A Japanese university researcher is calling for measures to ensure that women taking care of children or aging family members can be quickly evacuated in disasters.
Experts on disaster mitigation from Tohoku University held discussions with their counterparts from the University of London in the British capital on Thursday. Topics included the lessons learned from the earthquake and tsunami that hit northeastern Japan on March 11th, 2011.
A researcher at Tohoku University's Graduate School, Miwako Kitamura, talked about 45 women who died when the tsunami struck the town of Otsuchi in Iwate Prefecture. She used the written testimonies of their bereaved families.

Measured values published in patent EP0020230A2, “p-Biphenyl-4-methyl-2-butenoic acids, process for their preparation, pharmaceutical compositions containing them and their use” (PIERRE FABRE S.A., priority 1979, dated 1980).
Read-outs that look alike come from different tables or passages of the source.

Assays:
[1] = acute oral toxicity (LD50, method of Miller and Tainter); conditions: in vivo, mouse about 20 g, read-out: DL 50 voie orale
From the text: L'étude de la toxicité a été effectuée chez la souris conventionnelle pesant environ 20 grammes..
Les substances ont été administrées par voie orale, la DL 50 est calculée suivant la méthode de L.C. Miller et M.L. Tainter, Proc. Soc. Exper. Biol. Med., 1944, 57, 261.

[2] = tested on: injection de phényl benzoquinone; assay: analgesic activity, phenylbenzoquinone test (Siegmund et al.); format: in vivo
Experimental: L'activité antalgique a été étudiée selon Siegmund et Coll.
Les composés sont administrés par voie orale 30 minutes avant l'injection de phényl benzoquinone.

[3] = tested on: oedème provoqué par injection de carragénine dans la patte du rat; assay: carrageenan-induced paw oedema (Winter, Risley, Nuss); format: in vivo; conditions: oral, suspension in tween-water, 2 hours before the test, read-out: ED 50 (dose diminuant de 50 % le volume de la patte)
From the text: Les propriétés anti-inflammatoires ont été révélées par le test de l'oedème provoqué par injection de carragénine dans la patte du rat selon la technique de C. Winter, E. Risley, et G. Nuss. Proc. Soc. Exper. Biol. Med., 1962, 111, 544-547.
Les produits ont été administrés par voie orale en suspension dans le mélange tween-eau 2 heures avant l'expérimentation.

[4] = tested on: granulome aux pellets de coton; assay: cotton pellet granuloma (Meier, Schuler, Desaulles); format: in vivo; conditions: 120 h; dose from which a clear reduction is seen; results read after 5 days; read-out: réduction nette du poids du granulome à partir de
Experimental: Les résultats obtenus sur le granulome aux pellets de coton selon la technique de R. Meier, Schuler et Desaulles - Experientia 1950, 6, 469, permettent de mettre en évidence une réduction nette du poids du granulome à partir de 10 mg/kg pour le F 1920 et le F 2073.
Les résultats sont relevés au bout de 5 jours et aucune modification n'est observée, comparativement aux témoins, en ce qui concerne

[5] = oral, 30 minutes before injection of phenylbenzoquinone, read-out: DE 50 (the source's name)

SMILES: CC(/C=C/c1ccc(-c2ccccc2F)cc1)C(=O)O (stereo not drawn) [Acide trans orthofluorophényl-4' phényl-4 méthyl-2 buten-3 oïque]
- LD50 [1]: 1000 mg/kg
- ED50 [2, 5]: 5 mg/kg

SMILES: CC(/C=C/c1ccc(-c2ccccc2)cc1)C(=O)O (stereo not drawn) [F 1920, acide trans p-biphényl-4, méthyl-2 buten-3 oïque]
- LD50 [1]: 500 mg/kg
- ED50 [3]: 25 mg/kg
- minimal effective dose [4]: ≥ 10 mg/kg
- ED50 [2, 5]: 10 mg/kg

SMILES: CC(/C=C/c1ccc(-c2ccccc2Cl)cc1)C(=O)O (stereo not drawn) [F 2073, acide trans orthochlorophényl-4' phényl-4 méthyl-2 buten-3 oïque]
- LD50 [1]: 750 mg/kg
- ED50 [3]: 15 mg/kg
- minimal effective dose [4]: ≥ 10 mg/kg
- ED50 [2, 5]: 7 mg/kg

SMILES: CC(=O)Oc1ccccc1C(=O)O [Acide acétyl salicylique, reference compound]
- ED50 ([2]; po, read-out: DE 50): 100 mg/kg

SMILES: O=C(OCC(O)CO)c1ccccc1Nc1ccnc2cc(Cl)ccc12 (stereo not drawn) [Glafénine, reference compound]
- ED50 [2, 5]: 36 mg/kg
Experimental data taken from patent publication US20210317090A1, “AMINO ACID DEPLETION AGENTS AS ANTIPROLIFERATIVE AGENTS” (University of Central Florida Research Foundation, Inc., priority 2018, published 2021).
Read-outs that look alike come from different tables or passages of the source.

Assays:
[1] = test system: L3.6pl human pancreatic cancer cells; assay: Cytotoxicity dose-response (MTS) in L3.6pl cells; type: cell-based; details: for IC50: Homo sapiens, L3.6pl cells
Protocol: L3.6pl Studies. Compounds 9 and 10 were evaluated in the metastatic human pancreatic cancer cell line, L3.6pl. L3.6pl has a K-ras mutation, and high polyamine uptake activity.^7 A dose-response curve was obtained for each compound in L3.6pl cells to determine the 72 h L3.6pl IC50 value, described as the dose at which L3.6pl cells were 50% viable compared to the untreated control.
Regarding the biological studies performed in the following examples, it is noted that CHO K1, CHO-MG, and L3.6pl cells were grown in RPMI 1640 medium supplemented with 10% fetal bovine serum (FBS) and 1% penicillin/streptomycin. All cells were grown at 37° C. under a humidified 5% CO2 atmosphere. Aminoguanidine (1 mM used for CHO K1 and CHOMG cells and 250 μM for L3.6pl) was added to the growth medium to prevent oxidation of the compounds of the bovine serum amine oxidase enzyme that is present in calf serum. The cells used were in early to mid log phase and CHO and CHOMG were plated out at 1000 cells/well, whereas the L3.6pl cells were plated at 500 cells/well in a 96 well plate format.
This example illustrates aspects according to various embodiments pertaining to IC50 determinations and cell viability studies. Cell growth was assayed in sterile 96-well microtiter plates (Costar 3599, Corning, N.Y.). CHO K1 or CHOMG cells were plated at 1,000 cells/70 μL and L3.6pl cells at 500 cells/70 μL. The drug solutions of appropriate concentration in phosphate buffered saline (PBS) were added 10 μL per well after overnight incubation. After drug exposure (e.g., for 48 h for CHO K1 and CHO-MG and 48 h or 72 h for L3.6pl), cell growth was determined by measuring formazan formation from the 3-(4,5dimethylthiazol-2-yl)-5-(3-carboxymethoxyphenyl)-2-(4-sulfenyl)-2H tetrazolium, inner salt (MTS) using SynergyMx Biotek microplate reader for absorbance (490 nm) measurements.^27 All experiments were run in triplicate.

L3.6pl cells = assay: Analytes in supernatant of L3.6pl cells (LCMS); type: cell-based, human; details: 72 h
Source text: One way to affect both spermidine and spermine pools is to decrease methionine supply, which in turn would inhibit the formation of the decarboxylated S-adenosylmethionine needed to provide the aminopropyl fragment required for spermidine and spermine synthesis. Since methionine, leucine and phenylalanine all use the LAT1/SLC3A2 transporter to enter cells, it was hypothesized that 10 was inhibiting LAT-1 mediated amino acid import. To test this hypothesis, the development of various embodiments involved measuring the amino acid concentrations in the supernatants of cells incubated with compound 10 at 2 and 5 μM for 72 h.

Kitamura said many of these women were housewives and their evacuation was delayed because they wanted to check on parents who needed care or tried to pick up their children from school.
The researcher said some men were urged to quickly evacuate their workplaces, but some women were reluctant to leave their homes.
Kitamura said information on households should be shared by local communities to enable mutual support. She said there is also a need for guidelines that thoroughly explain what people should do in a disaster.
Providing a female perspective in disaster mitigation plans is a global challenge. Kitamura said there is enormous interest around the world in why so many people died in the 2011 disaster. She added that it is important to provide leading researchers with information at international forums.